4 Tips to Resist Drug Cravings and Triggers

Written by Chloe Nicosia

Drug cravings and triggers can last for months or even years after quitting. Here are some tips for coping with them.

Drug cravings and triggers like stress can be difficult to cope with, especially in early recovery. They may come and go with seemingly no rhyme or reason, when when they come, they can be powerful, and learning to cope with them is important for ongoing abstinence. But how long do drug cravings last, and how long will triggers be a problem for you? Most importantly, what can you do to cope with drug cravings and triggers? Here are some answers to these common questions.

How Long Do Drug Cravings last?

How long drug cravings and triggers last depends on a number of factors, including the severity of your addiction and whether you develop some essential coping skills to deal with triggers of addiction.

Cravings are the result of changes in your brain’s memory, learning, and reward centers. They can be extremely intense and last for mere moments, or they can simmer just below the surface, making you feel uneasy. They often surface when you encounter another trigger, such as seeing someone you used to use with or driving past a bar you used to frequent. Stress is a common trigger for cravings, and so are negative emotions.

Coping Skills to Deal With Triggers of Addiction

Learning to cope with drug cravings and triggers is a major focus in high quality addiction treatment programs. A variety of coping skills and strategies are learned in treatment. Here are four of the most effective.

1. Reduce stress. 

Stress is a major trigger for relapse, and reducing the stressors in your life can improve your chances of successful recovery. But you can’t make all your stress disappear.

When you’re under acute or chronic stress, hormones like cortisol and adrenaline keep you in a fight-or-flight state, and whereas you once reached for a pipe or a bottle to reduce these unpleasant feelings, you now have to cope with them without substances. The prospect of that only adds more stress, which intensifies the cravings, creating a vicious cycle. Breathing slowly and deeply reduces the levels of stress hormones in your blood. Almost immediately, your heart rate and blood pressure decrease, your muscle tension relaxes, and your cravings subside. Exercise also reduces stress and cravings on the spot.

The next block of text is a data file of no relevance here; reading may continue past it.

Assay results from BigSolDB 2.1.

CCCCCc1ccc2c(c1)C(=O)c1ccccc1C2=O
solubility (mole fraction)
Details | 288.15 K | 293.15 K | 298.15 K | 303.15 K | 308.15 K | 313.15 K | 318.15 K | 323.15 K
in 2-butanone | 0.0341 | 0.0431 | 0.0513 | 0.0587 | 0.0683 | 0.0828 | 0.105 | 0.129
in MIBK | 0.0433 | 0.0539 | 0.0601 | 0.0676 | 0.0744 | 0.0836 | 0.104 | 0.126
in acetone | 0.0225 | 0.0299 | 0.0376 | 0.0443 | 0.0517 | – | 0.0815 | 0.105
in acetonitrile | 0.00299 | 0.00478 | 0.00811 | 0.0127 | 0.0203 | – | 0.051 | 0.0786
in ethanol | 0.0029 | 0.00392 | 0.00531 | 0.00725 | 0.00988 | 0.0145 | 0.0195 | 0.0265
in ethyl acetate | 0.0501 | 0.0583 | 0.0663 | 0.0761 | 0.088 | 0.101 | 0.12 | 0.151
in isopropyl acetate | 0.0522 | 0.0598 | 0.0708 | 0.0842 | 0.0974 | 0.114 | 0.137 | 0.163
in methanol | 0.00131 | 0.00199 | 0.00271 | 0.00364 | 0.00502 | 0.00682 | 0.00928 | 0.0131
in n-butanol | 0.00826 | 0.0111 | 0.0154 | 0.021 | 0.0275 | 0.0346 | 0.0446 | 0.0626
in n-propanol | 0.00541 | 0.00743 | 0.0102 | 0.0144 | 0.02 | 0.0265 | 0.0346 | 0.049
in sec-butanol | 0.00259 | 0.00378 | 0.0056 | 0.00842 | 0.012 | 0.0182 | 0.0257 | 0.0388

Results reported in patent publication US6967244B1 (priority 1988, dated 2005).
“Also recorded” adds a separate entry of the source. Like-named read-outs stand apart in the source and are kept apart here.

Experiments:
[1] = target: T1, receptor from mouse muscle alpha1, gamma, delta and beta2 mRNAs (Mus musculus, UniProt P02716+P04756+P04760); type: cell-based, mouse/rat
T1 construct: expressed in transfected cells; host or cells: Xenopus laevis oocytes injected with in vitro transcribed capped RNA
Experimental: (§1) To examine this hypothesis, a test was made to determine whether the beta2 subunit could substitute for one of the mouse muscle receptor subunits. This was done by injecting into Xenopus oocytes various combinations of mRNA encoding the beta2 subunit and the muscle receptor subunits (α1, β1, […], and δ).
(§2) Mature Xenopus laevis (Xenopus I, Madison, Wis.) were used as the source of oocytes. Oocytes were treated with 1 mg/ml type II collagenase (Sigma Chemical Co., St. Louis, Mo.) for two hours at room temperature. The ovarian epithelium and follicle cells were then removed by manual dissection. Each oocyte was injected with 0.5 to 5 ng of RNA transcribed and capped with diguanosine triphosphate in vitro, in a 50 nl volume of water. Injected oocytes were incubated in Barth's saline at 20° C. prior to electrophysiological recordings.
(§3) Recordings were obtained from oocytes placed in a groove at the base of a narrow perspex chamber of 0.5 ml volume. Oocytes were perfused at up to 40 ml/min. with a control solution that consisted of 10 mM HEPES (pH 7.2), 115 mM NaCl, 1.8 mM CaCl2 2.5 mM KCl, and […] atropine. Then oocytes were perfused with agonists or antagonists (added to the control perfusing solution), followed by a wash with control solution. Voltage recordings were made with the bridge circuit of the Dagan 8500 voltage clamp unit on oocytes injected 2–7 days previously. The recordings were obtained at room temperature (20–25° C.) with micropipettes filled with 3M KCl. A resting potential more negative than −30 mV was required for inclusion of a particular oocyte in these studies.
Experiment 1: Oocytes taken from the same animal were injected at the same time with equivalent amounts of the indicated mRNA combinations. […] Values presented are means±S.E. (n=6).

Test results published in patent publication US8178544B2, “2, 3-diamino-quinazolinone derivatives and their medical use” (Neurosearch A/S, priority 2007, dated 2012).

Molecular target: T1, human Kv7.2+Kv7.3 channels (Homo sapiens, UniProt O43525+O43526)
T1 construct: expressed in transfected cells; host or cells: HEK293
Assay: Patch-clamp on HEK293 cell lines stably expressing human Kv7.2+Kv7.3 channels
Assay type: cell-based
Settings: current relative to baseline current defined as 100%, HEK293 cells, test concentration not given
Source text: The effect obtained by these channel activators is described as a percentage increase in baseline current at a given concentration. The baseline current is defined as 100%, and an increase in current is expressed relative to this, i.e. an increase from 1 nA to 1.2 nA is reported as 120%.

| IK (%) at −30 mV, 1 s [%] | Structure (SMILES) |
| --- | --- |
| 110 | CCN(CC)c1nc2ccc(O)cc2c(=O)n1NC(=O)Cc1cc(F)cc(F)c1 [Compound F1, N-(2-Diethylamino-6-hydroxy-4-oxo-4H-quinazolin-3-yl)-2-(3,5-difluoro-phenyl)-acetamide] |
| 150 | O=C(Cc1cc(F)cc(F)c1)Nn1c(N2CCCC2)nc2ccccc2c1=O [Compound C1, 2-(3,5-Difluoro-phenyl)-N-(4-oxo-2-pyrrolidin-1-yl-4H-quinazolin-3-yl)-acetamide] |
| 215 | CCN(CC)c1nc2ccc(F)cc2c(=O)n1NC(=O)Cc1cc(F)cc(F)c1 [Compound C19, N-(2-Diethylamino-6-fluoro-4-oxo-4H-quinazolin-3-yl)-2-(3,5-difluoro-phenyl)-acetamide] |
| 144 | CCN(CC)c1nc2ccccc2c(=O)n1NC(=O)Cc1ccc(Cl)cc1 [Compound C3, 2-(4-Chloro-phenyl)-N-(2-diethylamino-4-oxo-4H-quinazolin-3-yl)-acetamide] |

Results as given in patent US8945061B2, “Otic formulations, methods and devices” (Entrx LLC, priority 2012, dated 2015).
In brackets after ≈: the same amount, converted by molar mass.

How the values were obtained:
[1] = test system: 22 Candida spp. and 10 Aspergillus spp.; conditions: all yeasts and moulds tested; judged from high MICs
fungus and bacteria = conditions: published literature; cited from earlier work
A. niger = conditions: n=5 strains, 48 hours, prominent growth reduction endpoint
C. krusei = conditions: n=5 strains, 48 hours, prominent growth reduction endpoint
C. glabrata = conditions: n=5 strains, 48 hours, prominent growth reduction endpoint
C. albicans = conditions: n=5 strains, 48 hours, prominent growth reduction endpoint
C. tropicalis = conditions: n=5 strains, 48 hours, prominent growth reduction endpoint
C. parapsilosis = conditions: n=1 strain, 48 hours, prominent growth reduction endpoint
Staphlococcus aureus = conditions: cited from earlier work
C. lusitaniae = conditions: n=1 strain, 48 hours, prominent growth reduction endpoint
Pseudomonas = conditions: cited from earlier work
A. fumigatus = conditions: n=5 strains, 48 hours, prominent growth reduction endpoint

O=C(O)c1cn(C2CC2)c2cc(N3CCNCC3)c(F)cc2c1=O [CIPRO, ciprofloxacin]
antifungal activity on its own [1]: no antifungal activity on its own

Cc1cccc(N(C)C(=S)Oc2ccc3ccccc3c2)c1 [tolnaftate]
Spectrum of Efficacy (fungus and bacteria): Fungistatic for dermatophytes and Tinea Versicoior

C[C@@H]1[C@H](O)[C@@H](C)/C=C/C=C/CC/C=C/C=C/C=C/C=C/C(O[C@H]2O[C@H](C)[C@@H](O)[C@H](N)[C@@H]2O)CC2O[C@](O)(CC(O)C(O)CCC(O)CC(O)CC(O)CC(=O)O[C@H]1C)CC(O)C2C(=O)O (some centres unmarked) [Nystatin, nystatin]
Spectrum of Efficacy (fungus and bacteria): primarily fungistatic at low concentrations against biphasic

2. Take care of yourself. 

Excellent self-care is a pillar of successful recovery. When you don’t get adequate sleep or eat a healthy diet, you get tired, cranky, frustrated, angry, hungry, and any other range of negative feelings and emotions. Negative emotions are an important sign of an impending relapse, and they can cause intense cravings. The best way to keep these negative feelings to a minimum is to get a good night’s sleep every night, eat healthy food every day, practice good personal hygiene, and get plenty of exercise. The resulting feelings of energy, strength, and good health and wellbeing are kryptonite to your cravings.

3. Practice mindfulness.

Mindfulness is the act of living in the present moment rather than dwelling on the past or worrying about the future. When you’re in the present moment, you’re more aware of what’s happening around you and what you’re thinking and feeling. Keeping in close touch with your emotional state is essential in early recovery. Practice mindfulness through yoga or meditation, a daily meditative walk, or even by setting an alarm several times a day to remind you to take a quick assessment of your current state of mind. The more you begin focusing in the present moment, the better you’ll be able to see drug cravings and triggers coming your way and take steps to deflect them.

4. Go urge surfing.

When a craving is all-encompassing and putting your recovery at risk, try urge surfing. This technique is commonly taught in rehab and involves your imagination. As the craving hits, sit back and let it wash over you. Notice all of the sensations you feel, both physical and mental. Notice how these sensations change throughout the craving. Imagine the craving as a wave that you’re surfing. Breathe slowly and deeply as you ride the wave to shore, where it crashes and dissipates.

Treatment Helps

If you’re struggling with triggers like stress and cravings, a high quality treatment program can help you change your ways of thinking about them and develop an arsenal of skills to help you cope with them. Contact Better Addiction Care today, and we’ll help you find the right treatment program for your needs. Call us at 1.800.429.7690.